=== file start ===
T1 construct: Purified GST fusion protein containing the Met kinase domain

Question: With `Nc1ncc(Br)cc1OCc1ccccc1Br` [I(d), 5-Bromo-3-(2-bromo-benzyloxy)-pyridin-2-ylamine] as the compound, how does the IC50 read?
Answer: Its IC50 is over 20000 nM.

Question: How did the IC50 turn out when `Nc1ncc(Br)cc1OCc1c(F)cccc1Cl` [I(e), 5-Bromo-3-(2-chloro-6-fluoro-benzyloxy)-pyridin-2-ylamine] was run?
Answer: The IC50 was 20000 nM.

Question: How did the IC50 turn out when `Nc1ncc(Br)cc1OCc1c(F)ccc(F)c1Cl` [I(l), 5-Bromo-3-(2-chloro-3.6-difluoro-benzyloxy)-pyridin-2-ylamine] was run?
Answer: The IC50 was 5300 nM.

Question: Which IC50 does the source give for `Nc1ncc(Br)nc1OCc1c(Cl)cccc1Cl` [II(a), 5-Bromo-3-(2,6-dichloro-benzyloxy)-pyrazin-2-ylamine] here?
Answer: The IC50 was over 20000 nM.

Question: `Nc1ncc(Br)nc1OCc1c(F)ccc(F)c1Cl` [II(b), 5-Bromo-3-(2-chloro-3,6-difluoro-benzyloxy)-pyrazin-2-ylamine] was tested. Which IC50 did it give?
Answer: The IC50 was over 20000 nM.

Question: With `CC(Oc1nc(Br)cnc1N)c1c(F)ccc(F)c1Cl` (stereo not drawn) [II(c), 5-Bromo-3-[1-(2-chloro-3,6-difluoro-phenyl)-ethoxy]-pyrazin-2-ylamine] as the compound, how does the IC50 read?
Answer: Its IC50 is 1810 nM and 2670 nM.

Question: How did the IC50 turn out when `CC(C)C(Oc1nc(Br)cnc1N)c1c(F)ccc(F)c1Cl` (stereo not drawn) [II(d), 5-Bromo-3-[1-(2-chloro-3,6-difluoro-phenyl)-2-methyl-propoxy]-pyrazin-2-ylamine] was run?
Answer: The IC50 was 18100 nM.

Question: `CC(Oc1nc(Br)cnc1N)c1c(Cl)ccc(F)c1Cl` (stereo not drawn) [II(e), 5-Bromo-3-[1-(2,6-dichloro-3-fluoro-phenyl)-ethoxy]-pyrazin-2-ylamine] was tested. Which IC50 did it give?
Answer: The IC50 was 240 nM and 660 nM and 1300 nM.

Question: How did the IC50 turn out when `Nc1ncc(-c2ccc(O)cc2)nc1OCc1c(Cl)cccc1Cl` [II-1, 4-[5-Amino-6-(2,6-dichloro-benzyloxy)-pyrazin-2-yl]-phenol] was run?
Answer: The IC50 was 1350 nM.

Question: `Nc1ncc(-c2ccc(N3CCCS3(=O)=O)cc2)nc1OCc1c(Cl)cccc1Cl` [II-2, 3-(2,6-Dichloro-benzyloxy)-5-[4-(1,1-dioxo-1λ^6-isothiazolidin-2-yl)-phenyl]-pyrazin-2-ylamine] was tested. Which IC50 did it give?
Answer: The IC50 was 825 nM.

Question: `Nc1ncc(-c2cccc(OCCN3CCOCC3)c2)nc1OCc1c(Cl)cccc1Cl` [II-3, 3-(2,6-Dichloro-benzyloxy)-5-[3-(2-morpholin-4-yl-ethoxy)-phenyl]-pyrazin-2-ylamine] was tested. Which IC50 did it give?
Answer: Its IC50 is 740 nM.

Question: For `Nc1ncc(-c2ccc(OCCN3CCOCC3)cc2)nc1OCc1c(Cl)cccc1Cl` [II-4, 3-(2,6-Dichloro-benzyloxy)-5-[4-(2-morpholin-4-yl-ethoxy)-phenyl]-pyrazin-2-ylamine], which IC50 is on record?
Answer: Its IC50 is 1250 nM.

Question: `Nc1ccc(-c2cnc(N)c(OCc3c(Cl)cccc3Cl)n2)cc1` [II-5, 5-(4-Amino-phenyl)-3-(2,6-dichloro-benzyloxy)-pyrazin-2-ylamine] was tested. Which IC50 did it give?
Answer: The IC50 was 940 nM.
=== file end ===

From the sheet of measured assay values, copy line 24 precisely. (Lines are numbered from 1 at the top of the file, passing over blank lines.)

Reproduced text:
Question: For `Nc1ncc(-c2ccc(OCCN3CCOCC3)cc2)nc1OCc1c(Cl)cccc1Cl` [II-4, 3-(2,6-Dichloro-benzyloxy)-5-[4-(2-morpholin-4-yl-ethoxy)-phenyl]-pyrazin-2-ylamine], which IC50 is on record?